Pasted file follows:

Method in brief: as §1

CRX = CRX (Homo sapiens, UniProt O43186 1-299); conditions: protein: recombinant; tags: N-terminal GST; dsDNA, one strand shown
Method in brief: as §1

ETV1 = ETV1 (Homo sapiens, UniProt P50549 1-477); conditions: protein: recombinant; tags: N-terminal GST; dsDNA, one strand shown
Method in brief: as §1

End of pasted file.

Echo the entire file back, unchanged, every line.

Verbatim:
Method in brief: as §1

CRX = CRX (Homo sapiens, UniProt O43186 1-299); conditions: protein: recombinant; tags: N-terminal GST; dsDNA, one strand shown
Method in brief: as §1

ETV1 = ETV1 (Homo sapiens, UniProt P50549 1-477); conditions: protein: recombinant; tags: N-terminal GST; dsDNA, one strand shown
Method in brief: as §1